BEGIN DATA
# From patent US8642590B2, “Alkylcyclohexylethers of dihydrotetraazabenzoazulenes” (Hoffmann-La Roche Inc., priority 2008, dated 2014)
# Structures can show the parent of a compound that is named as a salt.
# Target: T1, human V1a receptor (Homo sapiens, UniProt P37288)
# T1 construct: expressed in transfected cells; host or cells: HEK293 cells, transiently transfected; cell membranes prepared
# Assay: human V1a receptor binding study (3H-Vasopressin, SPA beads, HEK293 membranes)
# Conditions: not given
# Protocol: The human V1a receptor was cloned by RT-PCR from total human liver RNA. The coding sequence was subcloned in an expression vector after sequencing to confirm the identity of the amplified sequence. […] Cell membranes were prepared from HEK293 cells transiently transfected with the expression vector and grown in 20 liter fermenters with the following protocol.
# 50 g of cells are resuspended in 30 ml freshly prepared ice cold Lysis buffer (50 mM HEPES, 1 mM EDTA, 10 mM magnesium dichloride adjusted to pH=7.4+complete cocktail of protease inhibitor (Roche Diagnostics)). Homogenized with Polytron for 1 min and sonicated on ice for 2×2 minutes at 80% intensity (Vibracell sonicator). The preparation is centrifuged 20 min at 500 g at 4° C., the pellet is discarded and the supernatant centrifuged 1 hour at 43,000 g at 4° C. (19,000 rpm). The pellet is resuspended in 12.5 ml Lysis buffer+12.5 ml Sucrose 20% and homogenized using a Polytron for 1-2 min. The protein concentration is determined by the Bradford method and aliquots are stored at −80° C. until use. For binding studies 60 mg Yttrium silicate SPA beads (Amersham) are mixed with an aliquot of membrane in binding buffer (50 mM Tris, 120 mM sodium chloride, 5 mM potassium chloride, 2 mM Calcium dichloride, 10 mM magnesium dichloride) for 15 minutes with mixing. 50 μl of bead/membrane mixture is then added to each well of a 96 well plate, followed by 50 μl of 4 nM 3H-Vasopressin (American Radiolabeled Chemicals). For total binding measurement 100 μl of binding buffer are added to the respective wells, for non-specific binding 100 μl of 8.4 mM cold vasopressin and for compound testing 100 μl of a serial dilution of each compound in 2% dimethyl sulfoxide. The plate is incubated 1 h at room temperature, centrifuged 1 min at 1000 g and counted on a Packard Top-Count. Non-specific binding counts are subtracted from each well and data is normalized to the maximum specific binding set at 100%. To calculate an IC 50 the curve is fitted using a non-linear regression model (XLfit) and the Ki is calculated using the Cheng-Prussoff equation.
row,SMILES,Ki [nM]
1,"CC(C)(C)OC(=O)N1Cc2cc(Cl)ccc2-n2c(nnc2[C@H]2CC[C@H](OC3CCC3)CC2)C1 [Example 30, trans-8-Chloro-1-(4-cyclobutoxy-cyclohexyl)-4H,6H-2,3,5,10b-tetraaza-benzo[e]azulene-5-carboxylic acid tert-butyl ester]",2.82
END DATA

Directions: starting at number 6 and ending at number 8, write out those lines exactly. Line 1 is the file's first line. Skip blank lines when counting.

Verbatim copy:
# Conditions: not given
# Protocol: The human V1a receptor was cloned by RT-PCR from total human liver RNA. The coding sequence was subcloned in an expression vector after sequencing to confirm the identity of the amplified sequence. […] Cell membranes were prepared from HEK293 cells transiently transfected with the expression vector and grown in 20 liter fermenters with the following protocol.
# 50 g of cells are resuspended in 30 ml freshly prepared ice cold Lysis buffer (50 mM HEPES, 1 mM EDTA, 10 mM magnesium dichloride adjusted to pH=7.4+complete cocktail of protease inhibitor (Roche Diagnostics)). Homogenized with Polytron for 1 min and sonicated on ice for 2×2 minutes at 80% intensity (Vibracell sonicator). The preparation is centrifuged 20 min at 500 g at 4° C., the pellet is discarded and the supernatant centrifuged 1 hour at 43,000 g at 4° C. (19,000 rpm). The pellet is resuspended in 12.5 ml Lysis buffer+12.5 ml Sucrose 20% and homogenized using a Polytron for 1-2 min. The protein concentration is determined by the Bradford method and aliquots are stored at −80° C. until use. For binding studies 60 mg Yttrium silicate SPA beads (Amersham) are mixed with an aliquot of membrane in binding buffer (50 mM Tris, 120 mM sodium chloride, 5 mM potassium chloride, 2 mM Calcium dichloride, 10 mM magnesium dichloride) for 15 minutes with mixing. 50 μl of bead/membrane mixture is then added to each well of a 96 well plate, followed by 50 μl of 4 nM 3H-Vasopressin (American Radiolabeled Chemicals). For total binding measurement 100 μl of binding buffer are added to the respective wells, for non-specific binding 100 μl of 8.4 mM cold vasopressin and for compound testing 100 μl of a serial dilution of each compound in 2% dimethyl sulfoxide. The plate is incubated 1 h at room temperature, centrifuged 1 min at 1000 g and counted on a Packard Top-Count. Non-specific binding counts are subtracted from each well and data is normalized to the maximum specific binding set at 100%. To calculate an IC 50 the curve is fitted using a non-linear regression model (XLfit) and the Ki is calculated using the Cheng-Prussoff equation.